'Near misses' in crowded US skies: Can an ideal solution be found?

The number of "near misses" among airplanes in the crowded skies is on the rise. Total incidents reported to the Federal Aviation Administration (FAA) -- far from all that occurred -- almost doubled in the last half of the 1970s, averaging more than one a day. By the FAA's own assessment, more than one-fourth of these close calls were "critical." As plane traffic increases in the years ahead, the problem is expected to intensify.

The FAA has been feeling the heat from Congress, newspaper editorials, and such organizations as the National Transportation Safety Board to speed up development of a workable collision avoidance system (referred to as CAS by the aviation community) and put it in place.

Yet for the moment the agency still carefully sidesteps the question of whether or not its plan on the drawing boards will ever be made mandatory.

"If we put in a system that gives out a lot of false signals, people [ controllers and pilots] will turn it off or ignore it," explains FAA spokesman Jerry Lavey. "We want to put in something reliable that will really work."

Adds Martin Pozesky, one of the FAA's top research and development specialists: "We feel if the systems are perfected, they will be implemented -- independent of any rulemaking. Everyone would want them."

Virtually everyone agrees that the present system of detecting "near misses" is somewhat haphazard. Despite the recent addition to the existing radar system of an automated device that flashes a warning if aircraft get too close, it is the already busy air traffic controller who must then issue radio instructions to the affected pilots on how to evade a hit.

In the September 1978 midair collision over San Diego, this automated "conflict alert" system was in place, but the controller thought the crew of one plane had the other plane in sight.

The search has long been on for a computer device that will automatically alert pilots flying too close to each other as to the danger and tell them what action to take without requiring the direct intervention of the air traffic controller. The current FAA program aims to achieve that goal in three phases:

* Next spring two Pacific Southwest 727s on the West Coast will begin testing an active beacon collision avoidance system (BCAS) that involves placing a sensitive instrument in the plane's cockpit that would operate independently of the existing ground radar system. Pilots of planes flying too close would be told on display terminals in the cockpit whether to climb or dive.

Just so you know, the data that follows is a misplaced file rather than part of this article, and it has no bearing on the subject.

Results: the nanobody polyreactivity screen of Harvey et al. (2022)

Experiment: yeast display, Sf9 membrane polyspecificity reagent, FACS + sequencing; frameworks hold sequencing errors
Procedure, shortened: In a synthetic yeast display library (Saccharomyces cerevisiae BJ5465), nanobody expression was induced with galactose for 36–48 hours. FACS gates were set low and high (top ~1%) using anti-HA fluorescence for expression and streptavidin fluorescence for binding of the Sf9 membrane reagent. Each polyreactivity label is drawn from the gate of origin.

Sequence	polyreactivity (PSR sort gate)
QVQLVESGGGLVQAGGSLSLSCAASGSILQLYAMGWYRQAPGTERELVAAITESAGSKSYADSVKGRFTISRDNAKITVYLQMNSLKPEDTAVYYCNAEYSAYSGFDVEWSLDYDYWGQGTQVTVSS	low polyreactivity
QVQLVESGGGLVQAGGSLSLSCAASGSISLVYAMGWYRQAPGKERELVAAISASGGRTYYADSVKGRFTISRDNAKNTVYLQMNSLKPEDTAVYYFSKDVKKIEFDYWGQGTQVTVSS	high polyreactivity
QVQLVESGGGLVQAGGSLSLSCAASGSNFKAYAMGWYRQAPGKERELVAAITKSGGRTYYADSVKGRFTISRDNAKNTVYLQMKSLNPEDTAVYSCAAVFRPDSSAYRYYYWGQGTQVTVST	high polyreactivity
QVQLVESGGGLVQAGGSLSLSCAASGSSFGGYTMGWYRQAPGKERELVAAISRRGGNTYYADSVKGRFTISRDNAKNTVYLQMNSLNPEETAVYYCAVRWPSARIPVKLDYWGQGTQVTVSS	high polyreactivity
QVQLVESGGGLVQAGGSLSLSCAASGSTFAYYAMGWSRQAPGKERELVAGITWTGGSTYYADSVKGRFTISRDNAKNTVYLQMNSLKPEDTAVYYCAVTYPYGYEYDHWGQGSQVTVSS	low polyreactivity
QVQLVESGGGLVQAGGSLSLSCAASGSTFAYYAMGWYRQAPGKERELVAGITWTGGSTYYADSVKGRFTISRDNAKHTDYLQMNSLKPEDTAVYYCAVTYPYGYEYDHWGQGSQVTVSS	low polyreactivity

* Disadvantages of that system -- such as the fact that it requires a change of altitude rather than any lateral turns (pilots say they are sometimes too low to change altitudes) and cannot work in areas of heavy traffic -- would be overcome in the development of a more sophisticated "full capability" BCAS that would be ready for testing by the mid- 1980s. One added advantage is that only the affected pilots -- not all those on the same frequency -- would receive the warning and directions.

* The last phase of the FAA solution would probably not be implemented before the 1990s. Called DABS-ATARS, it links an improved transponder on the aircraft, which would supply much more information about the plane's identity and flight path, with an improved ground-air radar system.

Each of the three advances would build on the other. "None is a throwaway," says Mr. Pozesky.

Each step in the FAA approach to collision avoidance is closely linked with the ground computer network and air traffic control system that the agency manages. While most of the aviation community, including the airline industry, support that approach, the Air Line Pilots Association (ALPA) wants the FAA to take its solution one step further. The pilots who want immediate direct knowledge of any threat facing their aircraft are pushing for an additional independent airborne device as a backup.

"We want something in the plane itself in case the computer components fail," says John O'Brien, ALPA manager of engineering and operations.

He argues that such a system is technologically ready now.

The FAA did test three airborne anti-collision devices in the early 1970s but abandoned the effort because, according to Pozesky, the systems did not "test well." He argues that Step 2 of the FAA plan incorporates the best features of an independent airborne device and comes as close to one as anything else yet developed. Of continuing ALPA criticism, he says only, "They just don't want us to get too complacent."

The ALPA contends that it was opposition from the small-plane industry and internal politics that effectively quashed the FAA's search for an in-plane CAS.

The pilots' view, which some dismiss as part of the perennial battle between pilot and controllers for control of the aircraft, received a strong boost recently when disgruntled FAA employee James Pope publicly accused the FAA of "jeopardizing" safety by refusing to authorize use of an airborne CAS that had been proved effective.

Admitting that he has some sympathy for the pilot view on the need for a backup, former NTSB official and now independent aviation safety consultant Chuck Miller cautions: "The FAA does tend to believe in the adequacy of technology a lot more than it perhaps should."

Much of the controversy, notes John Galipault, president of the Aviation Safety Institute, depends on how much the aviation network is willing to trust the computer. In his view, the FAA deserves credit at the very least for an earnest effort in the search for an effective solution to the collision avoidance problem.

"I'm not saying we're going to see anything for awhile," he says, "but the FAA appears to be working diligently."

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